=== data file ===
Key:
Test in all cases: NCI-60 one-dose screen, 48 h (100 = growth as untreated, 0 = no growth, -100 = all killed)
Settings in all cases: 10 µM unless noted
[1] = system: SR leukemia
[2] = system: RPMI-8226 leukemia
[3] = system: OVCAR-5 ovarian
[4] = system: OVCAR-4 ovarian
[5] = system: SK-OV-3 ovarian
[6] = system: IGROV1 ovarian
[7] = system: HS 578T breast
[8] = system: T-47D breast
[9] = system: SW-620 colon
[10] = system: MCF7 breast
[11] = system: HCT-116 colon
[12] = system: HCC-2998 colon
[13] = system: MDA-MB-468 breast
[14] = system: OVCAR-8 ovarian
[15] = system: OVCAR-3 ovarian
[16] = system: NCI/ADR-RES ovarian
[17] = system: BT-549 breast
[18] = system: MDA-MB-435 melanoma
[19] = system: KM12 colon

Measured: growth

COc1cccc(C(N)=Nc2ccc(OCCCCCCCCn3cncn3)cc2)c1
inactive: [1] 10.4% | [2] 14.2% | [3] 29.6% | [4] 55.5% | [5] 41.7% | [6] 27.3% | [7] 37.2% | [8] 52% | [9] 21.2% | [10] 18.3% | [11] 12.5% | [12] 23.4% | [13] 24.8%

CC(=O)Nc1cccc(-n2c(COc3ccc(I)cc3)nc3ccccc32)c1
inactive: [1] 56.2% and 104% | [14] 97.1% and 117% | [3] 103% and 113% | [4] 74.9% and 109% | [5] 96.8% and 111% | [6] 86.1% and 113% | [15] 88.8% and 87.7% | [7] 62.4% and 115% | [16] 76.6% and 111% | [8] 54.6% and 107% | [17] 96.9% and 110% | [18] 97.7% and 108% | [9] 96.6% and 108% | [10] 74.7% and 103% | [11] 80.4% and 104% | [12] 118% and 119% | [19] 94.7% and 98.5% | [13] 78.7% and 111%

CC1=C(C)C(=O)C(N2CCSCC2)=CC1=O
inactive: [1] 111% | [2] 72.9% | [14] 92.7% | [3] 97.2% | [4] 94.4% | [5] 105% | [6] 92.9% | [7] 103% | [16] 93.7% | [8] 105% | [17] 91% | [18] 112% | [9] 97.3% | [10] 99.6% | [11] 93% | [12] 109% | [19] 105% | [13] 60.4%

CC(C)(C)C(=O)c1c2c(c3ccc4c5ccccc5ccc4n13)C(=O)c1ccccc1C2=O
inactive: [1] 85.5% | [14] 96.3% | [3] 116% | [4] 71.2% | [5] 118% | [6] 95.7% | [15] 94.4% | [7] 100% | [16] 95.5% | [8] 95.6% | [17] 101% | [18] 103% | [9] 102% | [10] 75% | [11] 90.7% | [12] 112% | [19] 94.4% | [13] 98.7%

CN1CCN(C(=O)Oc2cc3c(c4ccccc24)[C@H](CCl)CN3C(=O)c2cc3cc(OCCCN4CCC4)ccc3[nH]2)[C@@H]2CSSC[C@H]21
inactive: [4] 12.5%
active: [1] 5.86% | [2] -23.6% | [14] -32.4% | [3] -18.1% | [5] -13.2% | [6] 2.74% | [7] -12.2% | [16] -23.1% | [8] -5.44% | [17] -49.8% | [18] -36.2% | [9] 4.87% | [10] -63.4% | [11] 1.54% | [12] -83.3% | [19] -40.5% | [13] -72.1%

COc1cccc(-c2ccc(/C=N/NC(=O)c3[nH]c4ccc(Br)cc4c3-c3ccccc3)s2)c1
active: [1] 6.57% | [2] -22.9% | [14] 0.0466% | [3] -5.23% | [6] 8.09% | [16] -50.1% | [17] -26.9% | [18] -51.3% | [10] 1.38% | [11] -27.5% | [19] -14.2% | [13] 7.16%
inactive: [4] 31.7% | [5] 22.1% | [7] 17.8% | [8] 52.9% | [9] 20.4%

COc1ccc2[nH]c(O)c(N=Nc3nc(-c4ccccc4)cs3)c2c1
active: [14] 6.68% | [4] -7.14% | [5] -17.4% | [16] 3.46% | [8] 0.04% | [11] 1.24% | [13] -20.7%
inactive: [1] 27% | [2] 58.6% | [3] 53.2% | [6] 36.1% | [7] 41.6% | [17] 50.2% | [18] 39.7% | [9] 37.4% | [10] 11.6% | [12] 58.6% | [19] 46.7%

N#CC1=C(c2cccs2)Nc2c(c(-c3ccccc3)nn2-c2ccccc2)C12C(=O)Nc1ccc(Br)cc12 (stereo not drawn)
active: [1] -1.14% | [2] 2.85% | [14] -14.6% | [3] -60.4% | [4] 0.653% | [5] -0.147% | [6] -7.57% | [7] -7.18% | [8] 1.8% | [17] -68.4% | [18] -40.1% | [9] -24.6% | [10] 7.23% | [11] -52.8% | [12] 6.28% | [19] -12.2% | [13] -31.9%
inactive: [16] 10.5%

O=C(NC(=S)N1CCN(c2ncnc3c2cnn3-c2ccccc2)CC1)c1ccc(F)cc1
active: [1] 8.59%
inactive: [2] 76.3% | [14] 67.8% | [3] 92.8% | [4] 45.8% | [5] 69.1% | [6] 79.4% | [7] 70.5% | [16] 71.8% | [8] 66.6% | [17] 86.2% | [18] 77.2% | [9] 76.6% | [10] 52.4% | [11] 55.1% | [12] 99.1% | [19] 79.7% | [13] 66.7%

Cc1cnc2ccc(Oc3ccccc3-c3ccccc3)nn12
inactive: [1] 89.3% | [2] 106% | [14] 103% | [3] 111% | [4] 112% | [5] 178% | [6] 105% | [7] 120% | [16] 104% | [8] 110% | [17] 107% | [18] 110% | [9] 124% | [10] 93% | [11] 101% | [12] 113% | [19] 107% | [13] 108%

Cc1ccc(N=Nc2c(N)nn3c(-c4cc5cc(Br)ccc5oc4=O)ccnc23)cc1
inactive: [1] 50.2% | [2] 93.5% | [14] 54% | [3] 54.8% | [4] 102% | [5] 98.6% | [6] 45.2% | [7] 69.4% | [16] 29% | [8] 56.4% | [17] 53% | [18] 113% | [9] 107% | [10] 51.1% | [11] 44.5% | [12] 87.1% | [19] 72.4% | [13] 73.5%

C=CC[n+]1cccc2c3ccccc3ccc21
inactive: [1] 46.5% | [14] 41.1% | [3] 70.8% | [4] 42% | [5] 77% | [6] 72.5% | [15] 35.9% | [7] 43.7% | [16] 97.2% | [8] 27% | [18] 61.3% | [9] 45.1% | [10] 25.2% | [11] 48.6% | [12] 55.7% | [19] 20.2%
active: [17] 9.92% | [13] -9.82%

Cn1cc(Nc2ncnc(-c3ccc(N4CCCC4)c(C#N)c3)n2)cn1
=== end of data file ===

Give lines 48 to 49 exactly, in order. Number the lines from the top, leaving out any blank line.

inactive: [1] 89.3% | [2] 106% | [14] 103% | [3] 111% | [4] 112% | [5] 178% | [6] 105% | [7] 120% | [16] 104% | [8] 110% | [17] 107% | [18] 110% | [9] 124% | [10] 93% | [11] 101% | [12] 113% | [19] 107% | [13] 108%

Cc1ccc(N=Nc2c(N)nn3c(-c4cc5cc(Br)ccc5oc4=O)ccnc23)cc1